From the journals of Alan Bishop

As a kid in Saginaw, Michigan, I used to work in the family business, an Army-Navy store. Over time the store went from selling military surplus from the Vietnam war to just about everything you’d find in a department store — from foam rubber and spray mace (the canister was labeled “Chemical Weapon”) to Italian stilettos.

My dad acquired a box of portable radios when I was eight, from a Lebanese dealer down in Detroit, a family friend on my mother’s side. I already had a transistor radio, and my parents had a large tabletop hi-fi, but these were different. These brightly colored radios were about the size of a shoebox, and they had multichannel settings for weather, police, and shortwave bands. The shortwave bands had strange titles — “world,” “maritime,” and “tropical” — and I obsessed over the idea of receiving stations from beyond Saginaw. What little I could pick up on the shortwave, though, was limited to the BBC, Radio China, and the Voice of America’s overseas network—mostly news.

It was on a sultry evening in Marbella, Spain, on a hotel balcony, that I first tuned in to Radio Tangier International. I was twenty-four, and it was my first extended trip abroad. My baggage consisted of a change of clothes, a cheap alto saxophone, a notebook, and a shortwave with a built-in cassette recorder. The first three tracks I heard were by Farid al-Atrache, R. D. Burman, and Miles Davis. This was everything I’d daydreamed about as a kid, without knowing it: a radio station mixing bebop, Arab pop music, and Indian film soundtracks. I started making tapes.

From the journals of Alan Bishop

At first the idea was just to document what I was hearing, with the idea of perhaps incorporating some “found sounds” into my own music. But I became fascinated by the juxtaposition of languages and the diversity of audio possibilities. I started recording commercials, DJ bumpers, and other non-musical miscellany: frequency jamming, station IDs, and shards of pure white noise, along with peripheral rhythmic static. Three weeks after arriving in Spain, I was on a boat to Morocco, where I kept at it for two and a half months. I came home with twenty hours of tapes.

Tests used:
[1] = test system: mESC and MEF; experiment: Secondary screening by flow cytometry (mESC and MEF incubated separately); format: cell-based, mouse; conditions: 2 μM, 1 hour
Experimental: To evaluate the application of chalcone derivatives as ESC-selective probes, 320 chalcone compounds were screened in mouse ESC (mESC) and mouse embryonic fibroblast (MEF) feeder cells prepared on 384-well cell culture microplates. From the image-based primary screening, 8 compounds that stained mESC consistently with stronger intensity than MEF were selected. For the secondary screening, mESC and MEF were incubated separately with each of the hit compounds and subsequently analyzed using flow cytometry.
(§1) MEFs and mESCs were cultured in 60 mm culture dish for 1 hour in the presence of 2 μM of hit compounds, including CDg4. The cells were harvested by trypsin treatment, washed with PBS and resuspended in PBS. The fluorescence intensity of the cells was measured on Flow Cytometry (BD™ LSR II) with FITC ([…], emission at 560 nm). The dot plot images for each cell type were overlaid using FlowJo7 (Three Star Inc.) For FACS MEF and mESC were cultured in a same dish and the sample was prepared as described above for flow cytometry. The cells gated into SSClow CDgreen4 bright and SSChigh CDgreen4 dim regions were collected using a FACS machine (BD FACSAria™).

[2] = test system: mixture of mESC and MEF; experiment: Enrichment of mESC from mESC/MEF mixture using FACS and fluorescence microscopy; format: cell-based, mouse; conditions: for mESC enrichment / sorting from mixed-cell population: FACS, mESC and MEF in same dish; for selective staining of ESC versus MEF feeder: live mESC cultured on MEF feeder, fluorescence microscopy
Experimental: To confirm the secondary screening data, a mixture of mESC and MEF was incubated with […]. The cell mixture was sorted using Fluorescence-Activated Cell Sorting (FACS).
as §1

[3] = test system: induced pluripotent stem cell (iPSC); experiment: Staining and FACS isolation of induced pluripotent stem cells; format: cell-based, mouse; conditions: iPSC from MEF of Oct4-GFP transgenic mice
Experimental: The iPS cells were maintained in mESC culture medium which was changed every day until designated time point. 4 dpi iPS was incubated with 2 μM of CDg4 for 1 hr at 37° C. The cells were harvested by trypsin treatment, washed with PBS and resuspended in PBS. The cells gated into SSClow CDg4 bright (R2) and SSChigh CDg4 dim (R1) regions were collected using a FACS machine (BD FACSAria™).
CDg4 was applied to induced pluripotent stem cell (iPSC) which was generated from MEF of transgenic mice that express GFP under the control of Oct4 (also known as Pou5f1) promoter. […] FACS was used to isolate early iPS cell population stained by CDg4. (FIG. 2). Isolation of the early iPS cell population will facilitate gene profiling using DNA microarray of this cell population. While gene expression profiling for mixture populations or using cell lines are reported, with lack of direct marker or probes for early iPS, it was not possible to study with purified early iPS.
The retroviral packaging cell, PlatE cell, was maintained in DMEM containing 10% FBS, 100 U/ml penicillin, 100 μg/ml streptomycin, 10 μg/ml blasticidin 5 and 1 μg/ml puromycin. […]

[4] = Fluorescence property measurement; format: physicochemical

In Morocco I also played with local musicians and recorded those sessions; wrote stories, songs, and poems; and collected local cassettes. I was traveling on a shoestring and had nothing but time on my hands as I drifted from town to town. It was in places like Tétuan, Fes, Essaouira, and Marrakesh that I discovered the template for what would eventually become one of my life’s works: locating, documenting, and collecting music from well beyond Saginaw, wherever the culture interested me — primarily North Africa, the Middle East, and South Asia.

Back in the States, with access to multiple cassette decks, I began assembling sequences from my radio sessions into an audio collage. Elements from that tape began making their way into Sun City Girls songs. Many years later, when a friend and I started the Sublime Frequencies label, one of our earliest releases was Radio Morocco, that first radio collage I’d made back in 1984.

From the journals of Alan Bishop

Recording and collaging radio broadcasts became an inseparable part of traveling. A similar impulse led me to create books. Anytime I go anywhere I cram all my ideas onto blank pages. Sometimes the end result is primarily text; sometimes, combinations of found images. Some of them are elaborate and flamboyant; others, quite simple and modest. There are fifty-four of them now, going back twenty-five years, and each remains fully intact and in place, ready to confound any who may care to experience them in the future. Sometimes friends suggest that I publish them or do a gallery show or find some other way to get them out there. But I actually like the idea of digging a hole somewhere and burying my library of unique artifacts. Besides, I have no idea what I’m doing, and I’d prefer to keep it that way.